Forth Ports is Ready for Final Brexit Implementation Phases in 2022
Border Control Requirements from 1 January 2022 for European Union and Rest of World Goods
The UK left the European Union (EU) Single Market and Customs Union 31 December 2020. Despite the UK entering into a Trade and Cooperation Agreement (TCA) with the EU which includes a Free Trade Agreement, all goods passing to and from the EU now require a Customs declaration and have been subject to customs controls since 1 January 2021.
On 14 September 2021, the government announced a revised timetable for introducing import border control processes, in recognition of the impact the global pandemic has had on supply chains.
The controls for export movements were fully implemented on 1 January 2021.
The remaining controls on imported goods will be introduced in 2 stages and can be found in the updated Border Operating Model. The changes in relation to inventory linking also impact rest of the world goods.
• Importing from 1 January 2022
Import Declaration Requirements
From 1 January 2022, all goods will require either an import customs entry number and customs cleared status, or a transit accompanying document (TAD) before the goods can be released from the port. The importer is responsible for making these declarations, although it is common for the process to be outsourced to a customs agent.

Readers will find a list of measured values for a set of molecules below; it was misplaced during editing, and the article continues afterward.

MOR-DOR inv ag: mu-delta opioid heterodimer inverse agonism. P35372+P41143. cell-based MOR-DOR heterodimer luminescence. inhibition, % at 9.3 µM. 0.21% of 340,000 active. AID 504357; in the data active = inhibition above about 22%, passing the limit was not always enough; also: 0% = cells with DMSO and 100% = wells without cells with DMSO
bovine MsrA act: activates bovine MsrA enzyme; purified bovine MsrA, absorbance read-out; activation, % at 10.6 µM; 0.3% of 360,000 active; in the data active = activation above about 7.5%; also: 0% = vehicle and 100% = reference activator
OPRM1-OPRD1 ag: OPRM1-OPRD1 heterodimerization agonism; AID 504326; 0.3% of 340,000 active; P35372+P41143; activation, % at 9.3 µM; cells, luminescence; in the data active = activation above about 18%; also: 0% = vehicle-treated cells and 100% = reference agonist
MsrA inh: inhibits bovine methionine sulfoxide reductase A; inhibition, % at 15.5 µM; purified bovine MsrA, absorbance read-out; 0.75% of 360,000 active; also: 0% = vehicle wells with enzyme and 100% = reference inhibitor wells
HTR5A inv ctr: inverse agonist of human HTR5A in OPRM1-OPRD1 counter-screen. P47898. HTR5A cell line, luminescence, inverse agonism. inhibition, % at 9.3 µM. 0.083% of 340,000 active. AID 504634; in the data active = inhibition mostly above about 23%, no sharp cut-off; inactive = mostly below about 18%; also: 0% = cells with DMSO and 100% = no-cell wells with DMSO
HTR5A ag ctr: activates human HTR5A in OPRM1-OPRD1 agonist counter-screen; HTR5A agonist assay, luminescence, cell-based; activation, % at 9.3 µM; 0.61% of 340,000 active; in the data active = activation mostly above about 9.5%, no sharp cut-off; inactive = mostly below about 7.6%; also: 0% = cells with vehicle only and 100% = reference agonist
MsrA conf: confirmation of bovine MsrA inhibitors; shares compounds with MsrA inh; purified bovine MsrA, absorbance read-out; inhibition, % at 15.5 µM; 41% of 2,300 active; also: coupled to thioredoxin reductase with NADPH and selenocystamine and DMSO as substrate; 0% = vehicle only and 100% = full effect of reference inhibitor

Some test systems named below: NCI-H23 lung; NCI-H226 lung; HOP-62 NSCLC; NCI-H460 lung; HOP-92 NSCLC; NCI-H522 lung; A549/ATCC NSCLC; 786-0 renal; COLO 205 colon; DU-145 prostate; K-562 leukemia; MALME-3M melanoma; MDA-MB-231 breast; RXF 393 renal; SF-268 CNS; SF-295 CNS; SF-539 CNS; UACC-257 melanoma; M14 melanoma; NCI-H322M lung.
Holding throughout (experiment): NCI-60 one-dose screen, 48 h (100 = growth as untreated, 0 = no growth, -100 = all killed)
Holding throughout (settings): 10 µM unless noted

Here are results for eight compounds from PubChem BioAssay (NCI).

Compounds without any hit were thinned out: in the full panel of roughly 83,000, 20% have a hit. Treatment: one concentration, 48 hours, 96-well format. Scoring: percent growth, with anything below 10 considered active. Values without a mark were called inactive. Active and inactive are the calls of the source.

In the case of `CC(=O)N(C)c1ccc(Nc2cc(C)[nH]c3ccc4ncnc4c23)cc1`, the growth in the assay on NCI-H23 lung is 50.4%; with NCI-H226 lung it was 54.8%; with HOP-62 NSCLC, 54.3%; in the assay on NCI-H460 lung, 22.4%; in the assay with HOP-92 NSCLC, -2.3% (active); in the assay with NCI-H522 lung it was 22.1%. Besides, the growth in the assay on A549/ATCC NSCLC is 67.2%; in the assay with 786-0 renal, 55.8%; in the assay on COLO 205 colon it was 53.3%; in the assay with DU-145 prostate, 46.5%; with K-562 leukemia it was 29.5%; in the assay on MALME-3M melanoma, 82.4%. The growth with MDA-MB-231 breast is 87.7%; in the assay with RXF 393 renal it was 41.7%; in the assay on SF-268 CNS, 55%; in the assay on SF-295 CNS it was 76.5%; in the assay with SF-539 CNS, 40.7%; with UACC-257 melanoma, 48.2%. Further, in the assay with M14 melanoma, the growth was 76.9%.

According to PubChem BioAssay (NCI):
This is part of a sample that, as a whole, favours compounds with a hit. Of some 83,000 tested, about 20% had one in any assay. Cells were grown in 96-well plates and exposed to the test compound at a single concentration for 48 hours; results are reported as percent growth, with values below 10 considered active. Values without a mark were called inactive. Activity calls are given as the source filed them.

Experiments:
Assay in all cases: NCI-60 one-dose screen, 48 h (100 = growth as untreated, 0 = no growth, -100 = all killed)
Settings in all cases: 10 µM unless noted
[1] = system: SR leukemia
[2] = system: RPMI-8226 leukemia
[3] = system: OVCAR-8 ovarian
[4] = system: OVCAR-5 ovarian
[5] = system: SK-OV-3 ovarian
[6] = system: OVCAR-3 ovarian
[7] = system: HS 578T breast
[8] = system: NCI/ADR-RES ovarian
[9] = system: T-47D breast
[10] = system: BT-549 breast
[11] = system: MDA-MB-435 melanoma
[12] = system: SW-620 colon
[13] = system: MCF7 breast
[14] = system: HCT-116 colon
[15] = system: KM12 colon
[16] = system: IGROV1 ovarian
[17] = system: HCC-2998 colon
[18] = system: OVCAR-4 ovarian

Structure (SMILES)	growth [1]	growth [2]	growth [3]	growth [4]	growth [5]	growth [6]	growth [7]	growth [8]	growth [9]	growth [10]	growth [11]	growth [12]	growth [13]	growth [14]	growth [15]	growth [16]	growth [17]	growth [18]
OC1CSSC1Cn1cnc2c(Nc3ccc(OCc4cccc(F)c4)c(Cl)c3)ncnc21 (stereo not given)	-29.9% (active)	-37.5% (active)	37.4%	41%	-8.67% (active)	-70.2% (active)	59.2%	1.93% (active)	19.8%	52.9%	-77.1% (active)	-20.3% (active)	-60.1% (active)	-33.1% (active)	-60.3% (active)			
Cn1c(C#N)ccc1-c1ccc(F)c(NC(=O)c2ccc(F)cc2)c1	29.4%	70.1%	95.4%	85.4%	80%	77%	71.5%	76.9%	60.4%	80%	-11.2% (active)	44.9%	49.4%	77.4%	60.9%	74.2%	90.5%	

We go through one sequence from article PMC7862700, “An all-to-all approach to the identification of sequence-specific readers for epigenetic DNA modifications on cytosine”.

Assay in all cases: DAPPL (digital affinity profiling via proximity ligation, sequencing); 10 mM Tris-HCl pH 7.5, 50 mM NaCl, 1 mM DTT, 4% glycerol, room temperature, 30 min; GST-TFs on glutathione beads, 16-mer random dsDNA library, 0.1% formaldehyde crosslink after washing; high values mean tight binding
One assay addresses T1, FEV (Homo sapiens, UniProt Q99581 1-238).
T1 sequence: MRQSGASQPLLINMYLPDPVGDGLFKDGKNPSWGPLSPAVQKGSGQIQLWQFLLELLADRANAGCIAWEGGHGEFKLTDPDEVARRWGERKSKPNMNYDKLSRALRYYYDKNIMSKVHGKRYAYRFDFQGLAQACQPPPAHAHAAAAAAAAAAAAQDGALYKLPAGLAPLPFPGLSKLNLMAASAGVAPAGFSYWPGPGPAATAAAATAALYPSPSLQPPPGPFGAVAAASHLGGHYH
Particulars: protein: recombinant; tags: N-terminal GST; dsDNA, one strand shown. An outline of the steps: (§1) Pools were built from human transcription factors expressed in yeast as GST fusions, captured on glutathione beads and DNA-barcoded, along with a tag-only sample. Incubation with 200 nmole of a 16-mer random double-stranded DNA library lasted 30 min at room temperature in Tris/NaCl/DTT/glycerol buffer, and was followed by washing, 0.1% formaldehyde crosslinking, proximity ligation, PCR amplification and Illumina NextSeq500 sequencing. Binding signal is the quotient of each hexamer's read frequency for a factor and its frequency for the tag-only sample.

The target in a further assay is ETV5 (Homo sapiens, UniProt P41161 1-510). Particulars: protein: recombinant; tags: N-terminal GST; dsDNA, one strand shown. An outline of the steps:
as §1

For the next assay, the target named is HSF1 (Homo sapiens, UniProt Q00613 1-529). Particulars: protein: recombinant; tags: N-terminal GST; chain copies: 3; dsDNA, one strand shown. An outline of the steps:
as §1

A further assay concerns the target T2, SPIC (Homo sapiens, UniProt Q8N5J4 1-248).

Delayed declarations for EU goods which could be made up to 175 days from arrival in the UK in the form of Entry In Declarants Records (EIDR) will no longer be available.
Inventory Linking Requirements
Forth Ports operate temporary storage and as a result, all import and export movements must be inventory linked on either Destin8 or CNS from 1 January 2022, although Forth Ports are looking to adopt this process from 1 December 2021, to ensure new process is embedded in. This change impacts both movements from the EU and the rest of the world.
It is important the UCN is claimed before transmitting the customs declaration to ensure the port has visibility on the customs status of each consignment. The UCN is a Unique Consignment Number generated by either Destin8 or CNS when the carrier creates the manifest within the system. Click here to view a summary of the inventory linked systems at Forth Ports facilities in the UK.
• Importing from 1 July 2022
Import Safety & Security Declarations
Import safety and security declarations will be required from 1 July 2022 for movements of goods from the EU. The carrier is responsible for making these declarations in the S&S GB service system. For Ro-Ro movements these must be made 2 hours in advance of arrival. For bulk and short sea containerised cargo, 4 hours before arrival.